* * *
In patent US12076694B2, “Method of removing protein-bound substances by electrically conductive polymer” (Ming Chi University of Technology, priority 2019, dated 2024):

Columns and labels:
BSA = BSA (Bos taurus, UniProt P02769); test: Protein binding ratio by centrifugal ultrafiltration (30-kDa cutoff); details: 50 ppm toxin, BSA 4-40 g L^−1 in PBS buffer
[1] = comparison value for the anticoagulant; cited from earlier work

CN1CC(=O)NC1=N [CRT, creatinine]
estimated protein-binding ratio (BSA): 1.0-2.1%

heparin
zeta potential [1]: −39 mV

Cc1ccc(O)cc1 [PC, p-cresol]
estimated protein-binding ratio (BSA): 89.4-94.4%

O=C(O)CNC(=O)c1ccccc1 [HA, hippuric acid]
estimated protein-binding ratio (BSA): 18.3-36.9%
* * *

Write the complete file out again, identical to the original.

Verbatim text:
In patent US12076694B2, “Method of removing protein-bound substances by electrically conductive polymer” (Ming Chi University of Technology, priority 2019, dated 2024):

Columns and labels:
BSA = BSA (Bos taurus, UniProt P02769); test: Protein binding ratio by centrifugal ultrafiltration (30-kDa cutoff); details: 50 ppm toxin, BSA 4-40 g L^−1 in PBS buffer
[1] = comparison value for the anticoagulant; cited from earlier work

CN1CC(=O)NC1=N [CRT, creatinine]
estimated protein-binding ratio (BSA): 1.0-2.1%

heparin
zeta potential [1]: −39 mV

Cc1ccc(O)cc1 [PC, p-cresol]
estimated protein-binding ratio (BSA): 89.4-94.4%

O=C(O)CNC(=O)c1ccccc1 [HA, hippuric acid]
estimated protein-binding ratio (BSA): 18.3-36.9%